louis berry - live @ camden barfly

Louis Berry - with an easy going charm yet unwavering confidence in his own ability - stalks the stage as he and his band launch themselves into set opener '.45'. Although relatively new on the scene, the crowd know every single word to Berry's back catalogue, and not one of them is standing still. The room's shaking, feet are stomping, hands are clapping, and the gig isn't even two minutes old yet.

Berry - originally from Liverpool - plays his set at a ferocious speed. '.45' has barely finished it's last note before he and the band throw themselves back into the gig with 'Give Me What You Want', and the audience catch a first glance of Berry's notoriously cheeky smile. He paces from side to side like a young Johnny Cash, and swigs whiskey in between verses.           

There have been a lot of comparisons between fellow British solo artist Jake Bugg and Berry, and while there are similarities I'm sure - particularly with their respective influences - Bugg only co-writes his songs, while Berry's are solely self-written, and based on his experiences growing up in Liverpool. The Liverpudlian is actually more of a hybrid cross between Johnny Cash and Alex Turner of the Arctic Monkeys. Modern day lyrics, a distinctive, charismatic voice and persona, and the stalking stage presence of Cash. There's a country twang to certain songs of his, too. It would be unwise to not presume this was partly behind Berry and his label's decision to record his first album in Nashville, Tennessee, and it works. It's refreshing, different, and exciting.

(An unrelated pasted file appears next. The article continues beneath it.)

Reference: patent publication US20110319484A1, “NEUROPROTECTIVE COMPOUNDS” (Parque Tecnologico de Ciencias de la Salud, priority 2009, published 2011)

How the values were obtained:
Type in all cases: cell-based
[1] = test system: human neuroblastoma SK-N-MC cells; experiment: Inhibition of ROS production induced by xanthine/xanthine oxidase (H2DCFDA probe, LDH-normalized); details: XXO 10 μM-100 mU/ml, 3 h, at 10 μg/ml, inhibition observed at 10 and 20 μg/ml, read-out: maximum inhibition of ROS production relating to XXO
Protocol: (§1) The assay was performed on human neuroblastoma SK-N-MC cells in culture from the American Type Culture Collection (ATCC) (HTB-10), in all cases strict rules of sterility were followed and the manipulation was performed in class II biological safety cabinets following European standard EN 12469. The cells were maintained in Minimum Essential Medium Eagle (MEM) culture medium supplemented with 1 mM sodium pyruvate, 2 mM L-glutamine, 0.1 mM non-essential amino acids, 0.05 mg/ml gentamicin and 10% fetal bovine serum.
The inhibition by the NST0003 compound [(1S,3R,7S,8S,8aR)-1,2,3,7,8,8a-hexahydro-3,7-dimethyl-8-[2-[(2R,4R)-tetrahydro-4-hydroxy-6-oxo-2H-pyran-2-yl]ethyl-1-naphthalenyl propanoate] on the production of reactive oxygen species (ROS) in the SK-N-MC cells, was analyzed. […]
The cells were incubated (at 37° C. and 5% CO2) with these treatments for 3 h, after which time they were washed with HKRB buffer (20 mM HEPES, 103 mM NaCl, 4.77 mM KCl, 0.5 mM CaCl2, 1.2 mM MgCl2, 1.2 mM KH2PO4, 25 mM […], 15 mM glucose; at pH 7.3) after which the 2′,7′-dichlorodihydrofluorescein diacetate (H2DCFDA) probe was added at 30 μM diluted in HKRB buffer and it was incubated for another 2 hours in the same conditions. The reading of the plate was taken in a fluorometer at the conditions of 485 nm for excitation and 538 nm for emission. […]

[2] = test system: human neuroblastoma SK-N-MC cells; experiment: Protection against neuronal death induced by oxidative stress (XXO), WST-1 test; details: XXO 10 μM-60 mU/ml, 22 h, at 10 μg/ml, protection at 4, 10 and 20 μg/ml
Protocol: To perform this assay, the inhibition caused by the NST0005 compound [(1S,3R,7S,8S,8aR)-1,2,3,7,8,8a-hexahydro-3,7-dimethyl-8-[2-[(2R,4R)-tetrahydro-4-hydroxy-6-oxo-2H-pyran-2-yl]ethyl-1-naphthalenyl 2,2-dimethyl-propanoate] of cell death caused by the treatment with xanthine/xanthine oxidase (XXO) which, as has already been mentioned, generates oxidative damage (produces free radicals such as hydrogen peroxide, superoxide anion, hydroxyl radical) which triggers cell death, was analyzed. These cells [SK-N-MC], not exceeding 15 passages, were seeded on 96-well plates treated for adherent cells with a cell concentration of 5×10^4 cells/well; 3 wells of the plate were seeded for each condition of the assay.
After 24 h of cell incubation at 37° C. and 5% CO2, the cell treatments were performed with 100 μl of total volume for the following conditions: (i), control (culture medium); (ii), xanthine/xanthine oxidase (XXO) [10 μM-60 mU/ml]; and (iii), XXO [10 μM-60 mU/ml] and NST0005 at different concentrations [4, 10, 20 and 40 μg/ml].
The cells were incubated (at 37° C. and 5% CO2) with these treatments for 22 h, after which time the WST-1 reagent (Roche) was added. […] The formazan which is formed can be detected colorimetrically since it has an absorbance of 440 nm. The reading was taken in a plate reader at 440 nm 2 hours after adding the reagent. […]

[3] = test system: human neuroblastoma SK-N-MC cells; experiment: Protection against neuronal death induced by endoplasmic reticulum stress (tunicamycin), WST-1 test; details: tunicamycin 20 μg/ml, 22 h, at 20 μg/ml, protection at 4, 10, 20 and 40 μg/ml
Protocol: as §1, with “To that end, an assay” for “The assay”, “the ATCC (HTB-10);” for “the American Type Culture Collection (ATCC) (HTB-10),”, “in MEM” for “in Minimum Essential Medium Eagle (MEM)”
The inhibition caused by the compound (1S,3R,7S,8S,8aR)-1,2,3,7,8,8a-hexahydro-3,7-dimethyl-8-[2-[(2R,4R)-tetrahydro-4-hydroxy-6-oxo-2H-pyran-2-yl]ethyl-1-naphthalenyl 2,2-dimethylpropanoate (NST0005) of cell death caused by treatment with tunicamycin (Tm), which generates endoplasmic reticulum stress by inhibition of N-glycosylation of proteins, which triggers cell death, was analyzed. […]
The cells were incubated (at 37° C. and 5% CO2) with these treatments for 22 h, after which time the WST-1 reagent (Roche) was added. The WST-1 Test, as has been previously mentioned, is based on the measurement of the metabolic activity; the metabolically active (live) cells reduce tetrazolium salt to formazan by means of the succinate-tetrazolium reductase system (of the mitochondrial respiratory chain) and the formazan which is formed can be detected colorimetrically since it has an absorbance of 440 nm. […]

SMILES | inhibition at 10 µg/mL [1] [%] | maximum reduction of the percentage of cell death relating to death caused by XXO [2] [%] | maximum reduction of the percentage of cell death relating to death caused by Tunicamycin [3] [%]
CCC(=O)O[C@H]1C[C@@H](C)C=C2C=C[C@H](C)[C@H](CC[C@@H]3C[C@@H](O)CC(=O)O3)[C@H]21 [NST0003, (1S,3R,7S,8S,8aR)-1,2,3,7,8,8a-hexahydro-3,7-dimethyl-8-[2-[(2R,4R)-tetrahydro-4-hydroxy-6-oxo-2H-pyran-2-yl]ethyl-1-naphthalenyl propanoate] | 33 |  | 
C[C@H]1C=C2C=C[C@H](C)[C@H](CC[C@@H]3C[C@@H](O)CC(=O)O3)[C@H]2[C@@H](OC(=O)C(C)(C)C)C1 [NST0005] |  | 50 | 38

But while he does rock, roll, and everything in between, Berry can also slow the pace down too. 'Laurie' brings the room to an uneasy silence, and Berry's deceptively powerful voice has the audience hanging on his every word. I - along with the rest of the room - are all putty in his hands. Everybody is; This guy is the real deal.

The crowd are jiving, stomping and head banging again soon enough though, with standout hits 'Nicole' and '25 Reasons' coming back strong, before Berry tells us all he just doesn't do encores; his next song will be the last of the night. The audience's collective groans are drowned out by the opening chords of rambunctious 'Rebel', and they soon turn instead into cheers, and a mass singalong.

With several festival dates taking place over this coming summer, it would be highly surprising if Berry were to be playing in a small, intimate venue such as Barfly again this time next year. So, for now, let's enjoy having a chance to be so close to potential greatness, and just hope he gets there. On tonight's showing, I've no doubt he will.